In order to turn the tank 67 to provide sweep motion, the lower disc is formed with a peripheral pulley groove. Around the pulley groove is drawn an operating cable 73 guided by pulleys 74. The cable is driven by a hydraulic cylinder 75 which turns the entire unit 90° as illustrated by the phantom position of the manipulator in FIG. 2.

Now that the general operation of the manipulator arm has been described, the way in which program control information is recorded on the perforated tape 52 will now be described with reference to FIGS. 3A and 3B. A representation of the tape is shown at the top of those FIGS. Below the tape is shown an operation chart which illustrates the changes in mode versus the 14 operations, two of which are repeated at the right-hand side of the chart in FIG. 3B. The search, sweep, grip, Z, Y, X, and Θ modes of operation are listed along the left hand margin of the chart and the numerical identification of the operation is listed at the top of each column.

As explained, each operation includes three steps of reading information into the memory of the serial-to-parallel converter. The first step is reading the mode character identified on the paper tape above the first operation as mode character, M. Secondly, the integer character, I, is read into the converter. The third step is to read the fraction character, F, into the converter. In the example shown, looking at the punch code chart to the left of the tape, we see that the search mode has no hole which means that it has not been selected. The sweep mode has a hole which means it is "in." Grip has no hole which indicates that it is closed.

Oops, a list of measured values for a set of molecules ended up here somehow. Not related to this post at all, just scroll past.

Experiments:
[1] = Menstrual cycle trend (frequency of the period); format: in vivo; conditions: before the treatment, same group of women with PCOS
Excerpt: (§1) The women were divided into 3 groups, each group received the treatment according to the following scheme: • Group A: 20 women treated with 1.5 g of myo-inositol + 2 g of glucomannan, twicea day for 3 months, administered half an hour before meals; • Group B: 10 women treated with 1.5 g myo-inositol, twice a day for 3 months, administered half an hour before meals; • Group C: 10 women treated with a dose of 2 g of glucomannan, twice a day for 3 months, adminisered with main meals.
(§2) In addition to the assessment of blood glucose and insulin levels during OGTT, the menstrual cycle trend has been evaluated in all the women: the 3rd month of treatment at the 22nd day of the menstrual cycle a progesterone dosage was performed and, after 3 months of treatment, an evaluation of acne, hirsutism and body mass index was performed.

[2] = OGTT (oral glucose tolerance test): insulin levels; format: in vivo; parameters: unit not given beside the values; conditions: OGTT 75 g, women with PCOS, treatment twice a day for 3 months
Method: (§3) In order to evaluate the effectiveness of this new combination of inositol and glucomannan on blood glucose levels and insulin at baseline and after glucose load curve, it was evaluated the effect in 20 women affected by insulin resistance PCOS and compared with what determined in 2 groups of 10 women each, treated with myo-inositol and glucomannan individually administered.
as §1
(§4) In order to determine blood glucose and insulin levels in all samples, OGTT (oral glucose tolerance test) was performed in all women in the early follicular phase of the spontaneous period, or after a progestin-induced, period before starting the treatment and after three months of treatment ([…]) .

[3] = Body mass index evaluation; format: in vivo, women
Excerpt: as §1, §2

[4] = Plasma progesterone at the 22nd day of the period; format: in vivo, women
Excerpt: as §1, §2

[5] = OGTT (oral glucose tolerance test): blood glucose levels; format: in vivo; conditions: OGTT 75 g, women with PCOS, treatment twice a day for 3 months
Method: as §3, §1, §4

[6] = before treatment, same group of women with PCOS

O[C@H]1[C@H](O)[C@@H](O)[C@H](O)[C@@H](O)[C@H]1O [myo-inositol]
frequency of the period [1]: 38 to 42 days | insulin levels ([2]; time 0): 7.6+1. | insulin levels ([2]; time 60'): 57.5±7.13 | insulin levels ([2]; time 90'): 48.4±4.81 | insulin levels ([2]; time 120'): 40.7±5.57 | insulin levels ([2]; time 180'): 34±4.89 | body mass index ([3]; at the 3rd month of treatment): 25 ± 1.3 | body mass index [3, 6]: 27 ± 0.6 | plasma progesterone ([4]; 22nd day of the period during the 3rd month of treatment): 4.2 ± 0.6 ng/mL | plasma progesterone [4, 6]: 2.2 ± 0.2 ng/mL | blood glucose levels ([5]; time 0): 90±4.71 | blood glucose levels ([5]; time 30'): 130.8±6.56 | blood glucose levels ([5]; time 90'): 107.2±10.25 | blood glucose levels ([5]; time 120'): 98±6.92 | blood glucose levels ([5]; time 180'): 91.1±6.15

The last two A and B channels to four the mode character also have no hole. This means as we can see from referring to the lower portion of the punch code chart that the X mode of operation has also been selected, as is noted by the notation "no hole" next to X. To the left of Z, Y, X and Θ we note the identification "tree." This indicates that the first two A and B channels are used to control a logic tree which can be switched to four positions. Thus, if both of the first two channels of the mode character are punched, the Θ mode of operation is actuated as is noted by A+B holes next to Θ on the punch code chart. If only the A channel hole is punched, then the Z mode of operation will be selected and if only the B channel hole is punched, then the Y mode of operation will be selected.